Posts tagged ‘Tena’

sun is shining

Thursday 3/24
Decided to visit Misahualli, which is a town 20-30km away from Tena, which itself is at the frontier of the Ecuadorian jungle. In Tena stayed at Welcome Break hostel which is reviewed heavily on hostelworld and which i decided to stay away from after reading the reviews, but when i arrived in Tena from Puyo via hitchhiking and saw the amount of hostels…. i didn’t know which to choose… until i saw a gringo boy and asked for a recommendation…and that’s how i came to Welcome Break, which turned out to be of industrial proportions with a nice communal area outside and free wifi.

I had no problem hitchhiking to Misahualli, the first car to stop was a man who was going somewhere in between but ended up driving me all the way. “What do you do for work?” i asked in Spanish, trying to make use of the opportunity to practice. “I don’t, i drink…but today i only had 1 beer” he answered without humor. He was on his 5th litter when i saw him in town later so i skimmed on his invitation to drive back together.

Misahualli is full of little monkey bandits. They piss, steal your food, and rub themselves with onions while tourists, Ecuadorian and other, photograph them with delight.

I visited a few tourist agencies as well which only made me more firm in my decision to visit the jungle without. After i’d walked around Misahualli a third of a dozen times and decided it was about time to return to Tena i saw another gringo. This one was interesting. He was walking with several local men, conversing freely in Spanish and wearing a giant basket on his back. I thought he was a peace corps volunteer, which excited me, because i’ve wanted to meet a few and visit their sites… which i think is a very good way to visit remote communities :) but for some reason there are no volunteers on couchsurfing for Ecuador.

He was an American trying to create a business out of guayusa (pronounced wayusa), a leaf that grows in abundance all over South America. In Ecuador it’s boiled in water with sugar; in Argentina, they call it yerba matte and drink it 20 times a day. It symbolizes many things, including friendship and energy. I joined him in driving through the countryside to pick leaves with old ladies and kids, until eventually we ended up in the house of a “shaman” named Hitler where we spent the night…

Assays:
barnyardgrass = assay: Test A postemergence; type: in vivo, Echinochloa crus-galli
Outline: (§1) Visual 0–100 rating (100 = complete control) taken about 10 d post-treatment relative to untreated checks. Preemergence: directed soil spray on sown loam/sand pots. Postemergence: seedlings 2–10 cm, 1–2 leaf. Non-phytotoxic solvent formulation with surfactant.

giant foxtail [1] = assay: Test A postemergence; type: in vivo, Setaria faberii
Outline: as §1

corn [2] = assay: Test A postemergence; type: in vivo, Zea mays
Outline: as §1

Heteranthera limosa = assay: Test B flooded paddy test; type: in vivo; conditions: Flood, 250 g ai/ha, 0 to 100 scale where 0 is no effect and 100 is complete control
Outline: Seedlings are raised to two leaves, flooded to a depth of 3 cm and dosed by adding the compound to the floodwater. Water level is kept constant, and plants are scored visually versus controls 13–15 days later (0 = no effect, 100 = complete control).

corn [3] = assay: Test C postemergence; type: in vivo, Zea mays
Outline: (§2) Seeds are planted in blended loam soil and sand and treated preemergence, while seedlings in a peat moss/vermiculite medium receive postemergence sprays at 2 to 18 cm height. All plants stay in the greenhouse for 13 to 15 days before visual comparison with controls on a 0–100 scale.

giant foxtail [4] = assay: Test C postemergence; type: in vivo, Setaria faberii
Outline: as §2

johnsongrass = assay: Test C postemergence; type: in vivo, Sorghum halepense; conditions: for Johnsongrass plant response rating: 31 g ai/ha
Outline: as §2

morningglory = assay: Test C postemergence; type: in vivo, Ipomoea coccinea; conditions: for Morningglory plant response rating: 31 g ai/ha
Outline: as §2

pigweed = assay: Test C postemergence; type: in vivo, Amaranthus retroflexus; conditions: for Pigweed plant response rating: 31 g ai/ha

Ayahuasca is known as the drug of the Oriente, although it’s cultivated and consumed all over the world by its devotees. It’s made from two plants, both neutral without the other. Only when combined do they become a potent green earthy beverage that can take you into the other dimension. Except i stayed mostly in this one, purging all the delicious food i’d eaten earlier into the earth on this dark and rainy night. The shaman had turned off the light, which i think was a mistake because light stimulates the brain, and the “guidance” of the shaman only distracted from what we could have felt… He chanted and then he beat our heads with a small broom of leaves into which he spit chicha (an alcohol made from plantains using woman’s spit to ferment it). Sitting cross-legged in front of him in the dark room, i covered my face and thought in amused repulsion what a comedy i was in.

The next day i returned to Tena and prepared for the jungle, which i thought would last at least two weeks. Life with just basic necessities, no internet, and many mosquitoes…that’s what i wanted!

Saturday i hitchhiked all the way to Coca (almost 250km, which in Ecuador takes a long time to travel because of the winding mountain roads). Like the stereotype that suggests that women never do anything on time or understand directions i didn’t leave the hostel until half past noon and then i walked to the wrong highway, going north instead of south. Traffic to Coca is scarce but not unreliable and the journey is scenic.

Coca is deep in the Ecuadorian jungle, but is a big town nonetheless, base to the many petroleum companies that exploit the jungle’s resources and undermine its nature. It was a lot of how i imagined Mexico, loud and alive, restaurants, music and people everywhere. I met Andrej, who was also traveling on his own and had a tent which we were to use for the next 2 nights.

My plan was to take the Monday boat towards Nuevo Rocafuerte, and possibly get off on the way if we had a good feeling about a village. We wanted to spend a week or two living with an indigenous community in the jungle, working, learning, and enjoying ourselves away from “civilization.” To conclude… we weren’t successful.

The first problem was that we arrived to Coca on Saturday night which meant that everything (tourist information center and agencies, basically all places with maps and information) were closed until Monday. On the information provided by one of the hotels, we decided to catch the Monday boat from Limoncocha, which is a reserve of “virgin forest inhabited by an indigenous Kichwa community” that most of the tour operators take tourists to. I figured if we got to Limoncocha we could then find a local family to host us for a night, and if we liked it…. we could stay longer….